Public Wi-Fi is everywhere – parks, coffeeshops, airports, hotels, public transit, libraries, and restaurants. We have also heard time and time again that using public Wi–Fi makes us susceptible to hacking,….but we still use it! Can’t help it – we need the internet everywhere we go! So what about Public Wi-Fi makes it easy for hackers t get to us? How unsafely are we acting anyway, and what are we risking?
Public WiFi makes those using or trying to use it it susceptible to attack in two main ways.
First, the encryption protocols that wireless networks use could be based on older standards referred to as WEP – wireless encryption protocol. The newer standard that should be in place is WPA – Wi-Fi protected access. While the newer encryption protocol has its own risks, the latest version should be being used. Basically, having updated encryption is important because it allows you and only you to see and access your data.
Second, you can be unintentionally choosing a “rogue” Wi-Fi hotspot. This a case where a cyber attacker creates a fake hotspot to perform man-in-the-middle (MITM) attacks. You join this network and become a victim where the cyber attacker intercepts communications without you being aware. This allows cyber thievery as it allows the attacker to see your online traffic, and thus read, insert, and modify the messages and data of the website servers you are visiting. So what can you look out for?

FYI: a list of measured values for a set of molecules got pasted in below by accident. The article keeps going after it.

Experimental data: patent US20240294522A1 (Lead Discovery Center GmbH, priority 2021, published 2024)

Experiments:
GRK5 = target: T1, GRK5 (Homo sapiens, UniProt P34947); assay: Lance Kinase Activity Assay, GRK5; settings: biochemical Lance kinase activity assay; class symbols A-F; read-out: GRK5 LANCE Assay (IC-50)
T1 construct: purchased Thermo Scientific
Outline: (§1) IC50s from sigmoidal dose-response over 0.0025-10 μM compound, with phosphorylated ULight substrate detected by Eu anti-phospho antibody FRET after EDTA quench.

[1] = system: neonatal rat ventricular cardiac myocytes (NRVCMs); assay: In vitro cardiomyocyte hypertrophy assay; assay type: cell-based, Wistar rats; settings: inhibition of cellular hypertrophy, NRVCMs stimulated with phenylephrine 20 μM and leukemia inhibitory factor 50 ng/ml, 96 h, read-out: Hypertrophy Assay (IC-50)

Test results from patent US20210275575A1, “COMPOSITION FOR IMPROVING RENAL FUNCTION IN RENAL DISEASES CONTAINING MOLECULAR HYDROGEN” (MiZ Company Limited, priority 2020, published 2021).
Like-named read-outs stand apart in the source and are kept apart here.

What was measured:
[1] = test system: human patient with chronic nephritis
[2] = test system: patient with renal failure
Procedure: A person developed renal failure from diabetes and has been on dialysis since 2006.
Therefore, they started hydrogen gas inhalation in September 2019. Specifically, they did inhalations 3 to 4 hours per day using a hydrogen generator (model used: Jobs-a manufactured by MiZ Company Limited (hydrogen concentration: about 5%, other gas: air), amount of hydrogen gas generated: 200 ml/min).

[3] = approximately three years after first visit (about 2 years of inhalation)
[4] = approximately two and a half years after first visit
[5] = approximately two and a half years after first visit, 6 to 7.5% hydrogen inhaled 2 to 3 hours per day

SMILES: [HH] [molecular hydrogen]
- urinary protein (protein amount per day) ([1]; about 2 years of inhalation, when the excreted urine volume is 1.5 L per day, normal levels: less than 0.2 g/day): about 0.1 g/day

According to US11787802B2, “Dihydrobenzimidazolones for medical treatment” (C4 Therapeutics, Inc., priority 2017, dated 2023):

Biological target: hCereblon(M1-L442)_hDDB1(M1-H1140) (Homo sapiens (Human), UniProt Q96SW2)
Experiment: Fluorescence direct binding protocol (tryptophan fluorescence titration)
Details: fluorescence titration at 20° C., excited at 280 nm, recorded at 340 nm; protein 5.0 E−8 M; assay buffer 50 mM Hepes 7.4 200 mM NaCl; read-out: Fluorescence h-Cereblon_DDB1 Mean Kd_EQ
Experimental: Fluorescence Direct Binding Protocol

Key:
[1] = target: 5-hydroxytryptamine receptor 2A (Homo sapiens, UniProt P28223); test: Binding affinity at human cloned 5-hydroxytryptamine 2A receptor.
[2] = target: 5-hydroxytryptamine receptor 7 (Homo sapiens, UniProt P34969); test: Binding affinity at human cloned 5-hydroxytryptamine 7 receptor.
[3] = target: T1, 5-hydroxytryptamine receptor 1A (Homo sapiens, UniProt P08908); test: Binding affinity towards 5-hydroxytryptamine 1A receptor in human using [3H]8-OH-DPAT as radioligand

- Beware of Wi-Fis names “Free Wi–Fi.” This is their easy bait!
- If you are in a coffee shop and your device reads that you are connected to your “home network,” this could mean that someone has intercepted your network.
- Check that your website address begins with “https.” If it reads “http,” this could mean a MITM attack is occurring.
As always, a good general rule of thumb is to keep your software updated, and wait to access sensitive data activities, such as banking transactions, until you are in a secure, private environment. If you find that you need to access data because you are on-the-go, then as an added security measure, you can enable a two-factor authentication (2FA) when for the services that offer it. This means that even if an attacker gains access to your password, they still will not be able to access your accounts. Finally, when you are done with your online task in the public environment, “log out.”
Travel and function safe!